Despite my confliction about this whole neurological discussion, my reaction to discussion framed in terms of neuro-diversity are overwhelmingly positive.  This idea that we can have difference without some kind of needing to “fix” or make something conform to a certain standard jives with my anthropological perspective.  As anthropologists we see different cultures as “unique manifestations of the human spirit” (to paraphrase popular anthropologist Wade Davis), so seeing different ways of manifesting different neural processes as unique visions of the world has implications for inclusion and acceptance- both generally positive human endeavors.  Instead of ostracizing folks with different neural processes and/or medicating them back to “normalcy,” we could learn to incorporate diverse learning styles, understand extreme moods and build healthier daily routines.  We could take a walk together- a prescription currently being handed out by one of the leading mental health doctors in the UK.   

I am not a doctor (well I am a doctor but not THAT kind of doctor).  I am not a specialist.  I have no personal experience.  This discussion is not intended to diminish the suffering and expertise of the people and friends and families who are specialists in the area of mental health.  What I do know is that, every day, I see new research about how environment matters to the health of our bodies.  It matters in our everyday routines and daily health, but it also matters in the long term.  More and more research shows that we, through our environmental interactions, have the power to change our bodies at the genetic level.  Genes, neural pathways, our health- all dependent on what we think and what we do.   Science is giving us the control back- I wonder if we will take it.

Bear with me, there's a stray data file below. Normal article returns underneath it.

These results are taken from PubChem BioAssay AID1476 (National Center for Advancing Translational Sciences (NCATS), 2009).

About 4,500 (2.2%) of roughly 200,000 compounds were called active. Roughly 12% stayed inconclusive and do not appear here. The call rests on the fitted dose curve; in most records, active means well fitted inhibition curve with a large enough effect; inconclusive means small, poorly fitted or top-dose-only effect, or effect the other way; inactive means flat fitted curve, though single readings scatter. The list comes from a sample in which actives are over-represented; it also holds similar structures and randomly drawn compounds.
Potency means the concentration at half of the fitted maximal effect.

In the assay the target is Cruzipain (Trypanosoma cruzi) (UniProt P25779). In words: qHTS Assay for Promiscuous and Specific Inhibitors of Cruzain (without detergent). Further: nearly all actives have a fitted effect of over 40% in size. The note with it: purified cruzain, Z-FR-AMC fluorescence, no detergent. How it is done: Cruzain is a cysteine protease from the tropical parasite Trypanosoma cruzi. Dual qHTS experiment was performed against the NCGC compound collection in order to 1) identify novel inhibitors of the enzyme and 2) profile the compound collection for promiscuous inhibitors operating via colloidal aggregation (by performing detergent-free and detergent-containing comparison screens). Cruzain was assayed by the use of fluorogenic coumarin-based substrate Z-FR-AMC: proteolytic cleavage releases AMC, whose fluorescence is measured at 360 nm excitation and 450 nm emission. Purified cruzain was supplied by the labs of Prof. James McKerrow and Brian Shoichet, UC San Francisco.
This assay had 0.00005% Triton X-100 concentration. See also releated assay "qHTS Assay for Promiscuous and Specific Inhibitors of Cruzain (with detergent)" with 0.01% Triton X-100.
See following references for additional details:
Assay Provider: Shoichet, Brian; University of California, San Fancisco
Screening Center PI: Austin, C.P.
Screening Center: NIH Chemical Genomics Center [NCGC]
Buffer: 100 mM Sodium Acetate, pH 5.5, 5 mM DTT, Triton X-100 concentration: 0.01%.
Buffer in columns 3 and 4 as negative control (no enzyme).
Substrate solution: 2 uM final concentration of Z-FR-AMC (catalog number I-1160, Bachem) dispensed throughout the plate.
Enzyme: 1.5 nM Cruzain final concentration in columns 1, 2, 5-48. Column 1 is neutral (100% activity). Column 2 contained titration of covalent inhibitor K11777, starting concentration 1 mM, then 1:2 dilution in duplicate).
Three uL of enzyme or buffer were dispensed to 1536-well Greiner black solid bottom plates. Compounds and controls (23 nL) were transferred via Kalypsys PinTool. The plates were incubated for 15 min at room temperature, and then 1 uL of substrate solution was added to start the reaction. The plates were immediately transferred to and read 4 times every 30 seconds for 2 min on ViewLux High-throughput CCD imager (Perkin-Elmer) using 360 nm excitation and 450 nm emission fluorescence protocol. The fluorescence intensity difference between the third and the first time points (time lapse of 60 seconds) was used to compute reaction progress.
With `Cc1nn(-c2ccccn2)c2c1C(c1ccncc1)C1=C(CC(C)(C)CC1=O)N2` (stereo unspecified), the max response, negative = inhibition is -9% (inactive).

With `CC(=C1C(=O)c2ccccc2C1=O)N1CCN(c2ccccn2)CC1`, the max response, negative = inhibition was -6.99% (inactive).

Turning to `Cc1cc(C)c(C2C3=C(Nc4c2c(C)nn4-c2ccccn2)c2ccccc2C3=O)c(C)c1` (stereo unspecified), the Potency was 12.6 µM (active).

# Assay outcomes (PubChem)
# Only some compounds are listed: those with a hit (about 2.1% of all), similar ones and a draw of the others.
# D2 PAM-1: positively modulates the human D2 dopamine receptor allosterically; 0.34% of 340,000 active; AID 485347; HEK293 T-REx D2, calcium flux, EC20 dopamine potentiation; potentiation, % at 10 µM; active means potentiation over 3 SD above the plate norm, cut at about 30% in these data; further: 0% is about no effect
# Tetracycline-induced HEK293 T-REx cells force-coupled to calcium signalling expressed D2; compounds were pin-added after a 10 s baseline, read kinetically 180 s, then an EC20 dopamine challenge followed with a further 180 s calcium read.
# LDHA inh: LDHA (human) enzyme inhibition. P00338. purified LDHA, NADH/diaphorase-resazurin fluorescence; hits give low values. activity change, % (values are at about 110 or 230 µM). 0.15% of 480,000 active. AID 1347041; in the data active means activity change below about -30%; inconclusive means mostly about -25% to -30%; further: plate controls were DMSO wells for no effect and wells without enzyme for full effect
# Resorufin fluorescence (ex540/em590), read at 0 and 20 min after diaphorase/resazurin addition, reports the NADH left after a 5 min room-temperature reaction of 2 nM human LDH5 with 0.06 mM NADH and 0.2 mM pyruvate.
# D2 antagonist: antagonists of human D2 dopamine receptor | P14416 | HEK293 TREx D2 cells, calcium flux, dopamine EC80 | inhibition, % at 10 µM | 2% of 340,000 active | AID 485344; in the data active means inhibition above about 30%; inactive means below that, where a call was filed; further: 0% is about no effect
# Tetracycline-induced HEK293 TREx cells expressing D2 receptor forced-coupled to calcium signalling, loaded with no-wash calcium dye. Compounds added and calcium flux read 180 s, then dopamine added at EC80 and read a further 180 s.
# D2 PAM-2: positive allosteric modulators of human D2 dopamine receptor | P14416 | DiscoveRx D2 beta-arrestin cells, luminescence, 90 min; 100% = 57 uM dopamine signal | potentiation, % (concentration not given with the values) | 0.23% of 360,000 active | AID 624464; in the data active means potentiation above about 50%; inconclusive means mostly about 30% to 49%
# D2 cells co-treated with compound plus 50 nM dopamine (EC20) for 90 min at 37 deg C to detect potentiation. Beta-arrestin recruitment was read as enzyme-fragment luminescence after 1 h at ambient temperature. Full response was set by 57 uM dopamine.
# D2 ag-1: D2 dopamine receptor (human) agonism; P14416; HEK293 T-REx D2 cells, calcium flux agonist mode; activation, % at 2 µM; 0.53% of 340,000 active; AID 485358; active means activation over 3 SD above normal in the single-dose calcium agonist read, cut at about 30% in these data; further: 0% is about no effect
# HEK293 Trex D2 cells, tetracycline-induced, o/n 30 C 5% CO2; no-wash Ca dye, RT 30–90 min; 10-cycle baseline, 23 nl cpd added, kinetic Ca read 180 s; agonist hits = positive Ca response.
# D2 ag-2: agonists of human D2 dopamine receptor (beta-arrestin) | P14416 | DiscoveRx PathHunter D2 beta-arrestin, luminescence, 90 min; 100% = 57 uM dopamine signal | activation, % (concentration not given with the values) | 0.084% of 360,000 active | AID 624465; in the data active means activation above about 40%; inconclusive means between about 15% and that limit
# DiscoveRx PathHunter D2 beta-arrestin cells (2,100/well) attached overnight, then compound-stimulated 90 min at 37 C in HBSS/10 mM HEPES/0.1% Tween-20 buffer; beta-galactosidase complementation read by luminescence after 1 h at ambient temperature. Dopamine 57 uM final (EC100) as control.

Kristina Baines is an ecological/medical anthropologist with a strong interest in corn, how what we do in our environment makes us well, and using innovative methods to make anthropology relevant and accessible to a wide audience.  You can find out more about how these interests translate into projects and pursuits at www.coolanthropology.com or by contacting her at yesbaines@gmail.com.   
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  1. Susan Inman12:46 PM

    For a different perspective that does not celebrate the neuro-diversity of having a son or daughter trying to cope with a psychotic brain disorder, readers might want to look at my articles for Huffington Post Canada: www.huffingtonpost.ca/susan-inman

  2. Anonymous7:42 PM

    I knew a woman who decided to treat her autistic son as people of earlier times might have - as a potentially great thinker or inventor. I don't have any experience -- either academically or personally -- with neurological disorders, so I don't have a concrete opinion on this approach.

  3. Kate M.4:21 PM

    There is so much going on in terms of what influences our brain, from mother's diet, medications, drugs consumed, and more during pregnancy and breast feeding, to early environmental factors, early diet, and social influences, to name but a few that we know of. I tend to fall on the side of the discussion that feels we are overmedicating our children (along with everyone else!), and so this article is a good introduction to issues and approaches we need to consider in reducing reliance on the pharmaceutical companies. Too often, that reliance is a life-long thing, and we're foolish to think that economics are not at play here. We need to regain control, and I thank the author for contributing her thoughts to the conversation.